I tasted these new releases from important Japanese producer Mercian on a zoom call with their team. As well as discussing the wines, they revealed some of their new projects. [For a thorough review of this producer based on visits, see here.]
The first is a new vineyard. Tengusawa is a high-altitude (800-850 m) site in Yamanashi with granite soils. They had their work cut out planting, because there were some huge granite rocks under the vineyard, although they broke down fairly easily. The well drained soils here are very useful because of Yamanashi’s high growing season rainfall. This is a 4 hectare site, and 3 hectares have been planted so far. The vines went in the ground in 2018, and in 2021 they made a little bit of wine for the first time. The varieties here are Tempranillo and Syrah.
They have also opened up a new history of Koshu, in Tsuruoka in Yamagata prefecture, 350 km NE of Yamanashi. This site is 55 m altitude and the soils are sedimentary rocks. The vines are 30 years old, and Koshu arrived here in the 18th century (Koshu was first cultivated in Yamanashi in the 8th century), and has so far been used for table grapes not wine. The berries here are slightly smaller with a deeper-coloured skin. The sugar content is also higher. It’s not known whether the genetics have changed over 200 years of separation, or whether it is the cultivation and management that is making the difference. In Tsuruoka, all the grapes are grown under rain canopies. There are 20-30 tons of Koshu grown here, so it’s only very small production.
Another initiative undertaken by Mercian is marketing their fine wines to the domestic market. In the past, imported wines have dominated this segment. The idea is to sell their wines alongside international benchmarks, so people can see that they are in the same peer group. Not all Mercian’s wines are expensive – some are very good value. But the very top wines are expensive, and they are aiming to show these alongside similarly expensive imports to show that they belong with them. Initial results have been very positive.
Whites are from 2020, which was a wet year with 174% of average rainfall. Typically a lot of this falls in the growing season, and June to August were wet. They had to remove some damaged grapes. After August the weather improved and they had warm weather until harvest in October.
Reds are from 2018. The rainy season was short, and rainfall overall was 89% of average. The result was that they harvested at higher Brix than normal, and this was a very good vintage.\
Château Mercian Takayama Chardonnay Unwooded 2020 Nagano, Japan
12% alcohol. From a 530 m vineyard in Takayama on the right bank of the Chikuma River, with gravel-rich. No oak: fermented and matured in stainless steel for 8 months after juice stabulation for 10 days. Lovely aromatics: almost Daiginjo sake-like with aromatic pear and green apple, as well as some passionfruit hints. The palate is bright and pure with pronounced fruity characters. It is almost exotic. There’s good acidity here with some savoury notes on the finish. 92/100 (UK retail £30)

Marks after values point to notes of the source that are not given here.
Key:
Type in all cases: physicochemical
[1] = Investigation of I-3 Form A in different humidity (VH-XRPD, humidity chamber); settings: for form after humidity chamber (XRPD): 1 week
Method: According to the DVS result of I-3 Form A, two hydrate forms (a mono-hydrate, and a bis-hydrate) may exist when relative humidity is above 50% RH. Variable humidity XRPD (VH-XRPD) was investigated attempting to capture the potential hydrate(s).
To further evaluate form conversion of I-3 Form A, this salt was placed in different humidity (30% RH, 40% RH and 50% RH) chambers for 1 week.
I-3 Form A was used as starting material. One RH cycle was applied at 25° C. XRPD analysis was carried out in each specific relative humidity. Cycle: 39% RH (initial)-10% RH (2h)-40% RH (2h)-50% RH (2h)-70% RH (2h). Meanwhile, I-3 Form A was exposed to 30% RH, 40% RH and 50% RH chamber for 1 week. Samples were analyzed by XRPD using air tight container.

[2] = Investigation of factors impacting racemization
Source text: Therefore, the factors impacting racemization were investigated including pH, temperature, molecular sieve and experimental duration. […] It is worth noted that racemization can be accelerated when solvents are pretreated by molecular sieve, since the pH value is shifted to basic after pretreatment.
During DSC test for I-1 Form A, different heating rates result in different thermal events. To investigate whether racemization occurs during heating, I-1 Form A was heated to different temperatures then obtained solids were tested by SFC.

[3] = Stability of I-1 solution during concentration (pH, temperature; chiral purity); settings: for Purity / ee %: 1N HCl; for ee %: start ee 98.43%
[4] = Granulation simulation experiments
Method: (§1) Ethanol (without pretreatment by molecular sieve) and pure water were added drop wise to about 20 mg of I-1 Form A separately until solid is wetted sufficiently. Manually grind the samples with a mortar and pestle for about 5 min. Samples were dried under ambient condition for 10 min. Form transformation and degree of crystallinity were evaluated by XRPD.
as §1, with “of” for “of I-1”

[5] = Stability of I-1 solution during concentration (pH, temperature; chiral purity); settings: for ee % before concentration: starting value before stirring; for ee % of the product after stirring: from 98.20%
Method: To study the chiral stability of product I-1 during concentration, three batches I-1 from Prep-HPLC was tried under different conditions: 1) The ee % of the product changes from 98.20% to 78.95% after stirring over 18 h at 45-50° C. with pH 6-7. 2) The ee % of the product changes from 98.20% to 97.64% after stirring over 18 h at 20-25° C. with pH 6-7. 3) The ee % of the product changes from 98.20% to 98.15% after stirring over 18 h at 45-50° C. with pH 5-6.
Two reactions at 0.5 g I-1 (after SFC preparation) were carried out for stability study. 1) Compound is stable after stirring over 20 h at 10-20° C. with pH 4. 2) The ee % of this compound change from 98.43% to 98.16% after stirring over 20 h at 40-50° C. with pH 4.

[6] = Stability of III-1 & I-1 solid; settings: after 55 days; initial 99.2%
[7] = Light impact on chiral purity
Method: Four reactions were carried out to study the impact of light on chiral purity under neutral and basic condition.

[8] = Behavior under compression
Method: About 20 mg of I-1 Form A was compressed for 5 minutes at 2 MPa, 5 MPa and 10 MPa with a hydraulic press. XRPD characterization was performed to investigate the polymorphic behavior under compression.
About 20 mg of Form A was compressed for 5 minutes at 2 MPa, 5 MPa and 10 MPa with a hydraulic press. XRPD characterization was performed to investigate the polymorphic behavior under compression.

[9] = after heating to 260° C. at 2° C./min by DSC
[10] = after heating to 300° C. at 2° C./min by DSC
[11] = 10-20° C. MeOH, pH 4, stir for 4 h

Château Mercian Iwade Koshu Ortum 2020 Yamanashi, Japan
11% alcohol. This is from the Iwade Vineyard, Yamanashi, which is pergola, on the right bank of the Fuefuki river, with sandy gravel soils. Juicy stabulation used here. Wonderfully smoky matchstick nose with some citrus notes. Very mineral. The palate is complex, lively and mineral with some matchstick minerality, some citrus fruit, and keen acidity. Such a complex, mineral expression of Koshu: Koshu Dury. 93/100 (UK retail £40)
Château Mercian Fuefuki Koshu Gris de Gris No 3 2020 Yamanashi, Japan
11.5% alcohol. This is an interesting expression of Koshu. 50% on skins, and also a portion is thermomacerated (technology usually used with red wines) to extract skin flavours, but is then fermented off skins. Full yellow/gold colour with a hint of pink. Restrained aromatics of melon, pear, a hint of smoke and some citrus peel. The palate is bright and has a slight smoky hint as well as some savoury, spicy notes. There are keen mandarin, pear and green apple notes too. Good acidity. Such precision and texture. 93/100 (UK retail £21)
Château Mercian Hosaka Muscat Bailey A Single Vineyard No 4 2018 Yamanashi, Japan
12.5% alcohol. Mr Inomata is the grower, and this comes from clay soils in the Hosaka district. 26 months in oak barrels (20% new oak). Bright cherry red colour with lovely floral aromatics showing sour cherry and a bit of raspberry jelly, as well as fine spices. The palate is bright, fresh and juicy – a lovely example of Muscat Bailey A with nice cherry and raspberry fruit, good acidity and a bit of crunch. Such a joyful, distinctive wine. 92/100 (UK retail £30.00)
Château Mercian Mariko Vineyard Syrah No 5 2018 Nagano, Japan
13% alcohol. 20 months in oak barrels (17% new oak). Bright cherry red in colour, this takes Syrah right to its cool climate limits in 2018. Fresh, pure red fruits nose with a peppery edge: very direct and floral. The palate is juicy and vibrant with fresh red berry and cherry fruit and some subtle sweet oak hints in the background. Very juicy, pure and primary with vibrant red fruits. Such purity and elegance. 93/100 (UK retail £40)
Château Mercian Mariko Vineyard Omnis No 6 2018 Nagano, Japan
14% alcohol. Cabernet Franc 41%, Merlot 34%, Cabernet Sauvignon 13%, Petit Verdot 12%. 19 months in oak barrels (40% new oak). This is all about freshness and elegance, with sweet blackcurrant and berry fruits and hints of gravel, smoke and spice. The palate has well-judged extraction with some tannins and spice, and the oak integrating well. Very sophisticated and fine, in a midweight mould but with the structure for ageing. 94/100 (UK retail £125.00)